Appointments With Creativity
+++ title = “06” date = 2019 +++
In her fantastic book, A Poetry Handbook, Mary Oliver writes about her methods for writing and also reading poetry. One of the most interesting things she says has to do with creativity, and even though I’ve read so many books on creativity and the creative process, it still stopped me in my tracks:
“Writing a poem… is a kind of possible love affair between something like the heart and the learned skills of the conscious mind. They make appointments with each other, and keep them, something starts to happen. Or, they make appointments with them but are casual and often forget to keep them; count on it, nothing happens.”
Mary Oliver’s work is an exercise in noticing and awareness. These are traits that not all poets have, but the best ones certainly have. And come to think of it, so do most of the best comedians, playwrights, lawyers, activists…
But all of the practitioners of any art have to make appointments. For me, that involves an actual app and a separate calendar for my daily events. This calendar can be pretty microscopic, with “events” like practice posture exercises. I also put in any act of creating (writing, recording, editing) into this app as well. I make an appointment, and it is only by doing this that I accomplish anything at all (my most recent book is an example).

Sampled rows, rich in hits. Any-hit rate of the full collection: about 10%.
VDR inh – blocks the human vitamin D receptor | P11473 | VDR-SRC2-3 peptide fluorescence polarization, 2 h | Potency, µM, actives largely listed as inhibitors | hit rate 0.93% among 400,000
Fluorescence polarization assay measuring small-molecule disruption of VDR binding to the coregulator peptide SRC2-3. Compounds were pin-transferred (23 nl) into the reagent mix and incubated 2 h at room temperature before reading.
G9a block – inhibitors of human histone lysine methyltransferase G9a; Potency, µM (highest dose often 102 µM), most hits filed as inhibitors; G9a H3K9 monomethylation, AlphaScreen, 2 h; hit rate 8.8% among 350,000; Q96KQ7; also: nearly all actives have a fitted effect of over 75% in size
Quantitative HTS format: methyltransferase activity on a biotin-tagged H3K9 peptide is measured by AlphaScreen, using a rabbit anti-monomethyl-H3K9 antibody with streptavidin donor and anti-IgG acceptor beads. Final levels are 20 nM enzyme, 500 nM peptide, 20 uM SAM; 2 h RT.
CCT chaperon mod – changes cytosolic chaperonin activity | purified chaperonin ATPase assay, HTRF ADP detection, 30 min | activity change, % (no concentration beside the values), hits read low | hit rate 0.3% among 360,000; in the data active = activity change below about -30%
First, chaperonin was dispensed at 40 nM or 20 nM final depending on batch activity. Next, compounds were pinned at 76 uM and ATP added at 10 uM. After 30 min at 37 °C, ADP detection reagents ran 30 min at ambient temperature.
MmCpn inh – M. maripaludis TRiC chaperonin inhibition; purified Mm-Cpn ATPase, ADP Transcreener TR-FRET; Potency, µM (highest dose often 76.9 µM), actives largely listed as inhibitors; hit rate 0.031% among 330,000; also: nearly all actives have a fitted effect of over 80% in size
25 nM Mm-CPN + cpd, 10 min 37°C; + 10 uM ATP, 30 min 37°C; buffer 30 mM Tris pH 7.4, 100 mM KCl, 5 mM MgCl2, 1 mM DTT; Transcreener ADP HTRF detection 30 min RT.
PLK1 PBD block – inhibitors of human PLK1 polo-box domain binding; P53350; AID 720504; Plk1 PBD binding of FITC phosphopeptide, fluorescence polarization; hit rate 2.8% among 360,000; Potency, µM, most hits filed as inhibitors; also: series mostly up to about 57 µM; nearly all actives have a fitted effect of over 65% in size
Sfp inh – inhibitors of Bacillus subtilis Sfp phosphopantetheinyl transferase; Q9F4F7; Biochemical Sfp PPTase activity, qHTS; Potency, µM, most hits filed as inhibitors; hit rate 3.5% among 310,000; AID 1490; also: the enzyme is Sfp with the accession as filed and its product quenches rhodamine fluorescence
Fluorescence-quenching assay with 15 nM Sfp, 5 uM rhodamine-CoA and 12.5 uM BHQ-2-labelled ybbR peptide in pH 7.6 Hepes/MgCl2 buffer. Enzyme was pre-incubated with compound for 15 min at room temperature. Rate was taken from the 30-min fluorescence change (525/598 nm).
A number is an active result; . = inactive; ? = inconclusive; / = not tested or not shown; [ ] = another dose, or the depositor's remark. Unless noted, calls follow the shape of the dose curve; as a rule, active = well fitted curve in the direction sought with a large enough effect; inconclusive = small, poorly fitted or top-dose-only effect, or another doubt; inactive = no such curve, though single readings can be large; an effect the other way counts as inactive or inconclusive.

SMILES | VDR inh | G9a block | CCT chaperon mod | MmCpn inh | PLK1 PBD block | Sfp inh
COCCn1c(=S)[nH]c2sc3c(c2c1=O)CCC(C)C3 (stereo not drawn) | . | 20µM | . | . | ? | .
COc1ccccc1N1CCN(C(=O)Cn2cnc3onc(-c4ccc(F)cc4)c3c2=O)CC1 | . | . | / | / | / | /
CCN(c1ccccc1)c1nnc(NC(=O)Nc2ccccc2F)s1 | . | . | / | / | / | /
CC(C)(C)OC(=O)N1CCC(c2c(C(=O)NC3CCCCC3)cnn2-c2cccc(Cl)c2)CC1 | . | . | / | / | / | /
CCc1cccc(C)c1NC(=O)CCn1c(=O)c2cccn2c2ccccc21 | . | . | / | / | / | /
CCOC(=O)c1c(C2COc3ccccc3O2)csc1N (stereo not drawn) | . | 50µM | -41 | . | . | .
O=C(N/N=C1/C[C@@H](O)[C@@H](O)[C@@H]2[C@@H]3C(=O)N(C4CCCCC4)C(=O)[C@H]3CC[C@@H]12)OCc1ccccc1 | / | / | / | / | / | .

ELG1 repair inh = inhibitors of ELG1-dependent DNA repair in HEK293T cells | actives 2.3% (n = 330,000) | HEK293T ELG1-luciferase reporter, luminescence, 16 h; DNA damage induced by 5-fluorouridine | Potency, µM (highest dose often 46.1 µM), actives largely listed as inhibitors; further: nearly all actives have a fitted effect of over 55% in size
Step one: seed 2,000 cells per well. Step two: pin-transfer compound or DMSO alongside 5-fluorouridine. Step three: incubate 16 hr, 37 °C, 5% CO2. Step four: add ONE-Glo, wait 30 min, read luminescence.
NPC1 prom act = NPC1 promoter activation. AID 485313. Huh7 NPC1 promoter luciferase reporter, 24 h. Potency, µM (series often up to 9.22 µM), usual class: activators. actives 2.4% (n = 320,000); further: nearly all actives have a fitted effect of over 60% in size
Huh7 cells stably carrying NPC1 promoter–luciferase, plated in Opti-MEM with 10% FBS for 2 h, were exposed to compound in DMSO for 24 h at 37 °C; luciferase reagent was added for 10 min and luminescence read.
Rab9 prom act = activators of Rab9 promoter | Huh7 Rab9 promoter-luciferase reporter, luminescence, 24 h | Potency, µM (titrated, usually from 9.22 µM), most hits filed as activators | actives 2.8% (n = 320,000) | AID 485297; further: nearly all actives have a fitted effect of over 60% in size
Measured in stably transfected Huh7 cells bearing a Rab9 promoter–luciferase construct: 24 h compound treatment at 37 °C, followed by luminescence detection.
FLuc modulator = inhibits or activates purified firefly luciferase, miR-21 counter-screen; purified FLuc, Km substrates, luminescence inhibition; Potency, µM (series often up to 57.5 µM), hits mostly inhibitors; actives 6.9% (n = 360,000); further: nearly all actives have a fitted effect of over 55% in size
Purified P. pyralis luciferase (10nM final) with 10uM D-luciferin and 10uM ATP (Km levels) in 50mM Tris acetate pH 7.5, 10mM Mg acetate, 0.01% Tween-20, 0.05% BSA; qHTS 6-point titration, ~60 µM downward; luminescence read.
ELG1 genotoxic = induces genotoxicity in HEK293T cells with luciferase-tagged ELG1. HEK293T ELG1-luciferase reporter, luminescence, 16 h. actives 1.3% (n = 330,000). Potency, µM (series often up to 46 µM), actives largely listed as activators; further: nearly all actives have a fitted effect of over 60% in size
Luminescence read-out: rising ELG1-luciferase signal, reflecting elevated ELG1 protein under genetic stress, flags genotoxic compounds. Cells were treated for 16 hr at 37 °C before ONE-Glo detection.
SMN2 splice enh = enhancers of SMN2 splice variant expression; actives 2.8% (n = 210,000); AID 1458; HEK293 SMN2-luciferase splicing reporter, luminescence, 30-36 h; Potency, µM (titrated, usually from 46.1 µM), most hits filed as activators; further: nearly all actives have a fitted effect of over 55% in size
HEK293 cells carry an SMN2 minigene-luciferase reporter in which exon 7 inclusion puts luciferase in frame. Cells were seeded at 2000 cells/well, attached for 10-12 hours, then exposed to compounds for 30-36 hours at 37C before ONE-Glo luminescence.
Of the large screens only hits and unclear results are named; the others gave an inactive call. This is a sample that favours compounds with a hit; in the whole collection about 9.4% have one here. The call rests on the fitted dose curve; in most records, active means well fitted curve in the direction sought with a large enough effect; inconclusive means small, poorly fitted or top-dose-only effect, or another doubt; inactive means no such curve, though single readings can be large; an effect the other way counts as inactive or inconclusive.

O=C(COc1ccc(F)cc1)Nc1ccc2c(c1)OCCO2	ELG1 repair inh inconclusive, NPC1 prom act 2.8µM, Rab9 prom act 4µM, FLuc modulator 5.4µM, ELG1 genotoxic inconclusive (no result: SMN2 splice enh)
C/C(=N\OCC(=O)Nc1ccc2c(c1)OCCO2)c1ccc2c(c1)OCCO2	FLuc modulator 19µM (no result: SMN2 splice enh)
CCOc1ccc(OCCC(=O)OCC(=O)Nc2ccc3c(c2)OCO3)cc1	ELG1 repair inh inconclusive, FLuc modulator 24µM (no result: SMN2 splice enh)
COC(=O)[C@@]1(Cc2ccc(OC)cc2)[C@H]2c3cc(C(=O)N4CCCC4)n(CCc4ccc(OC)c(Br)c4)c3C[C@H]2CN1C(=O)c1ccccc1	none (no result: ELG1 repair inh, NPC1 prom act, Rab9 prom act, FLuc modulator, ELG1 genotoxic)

There are probably those who just manage to find time in their day, but they probably don’t have kids, or their job is so structured that they can predictably find enough time in their day to pay attention to whatever needs to come out (and in which case, that is a sort of appointment as well). And there are those who act whenever their heart and mind happen to brush up next to each other in the grocery store, but those kinds of artists are far from consistent.
But Mary Oliver also takes it a step further with the idea of a meeting of the heart and the mind. The heart wants to run free, to teach, to exclaim. The brain wants to use its experience to shape and form the castle. There’s no art without both being involved, and just like with any group project, it makes more sense to figure out who will do what through a group meeting than it does to just open the paint cans and say go.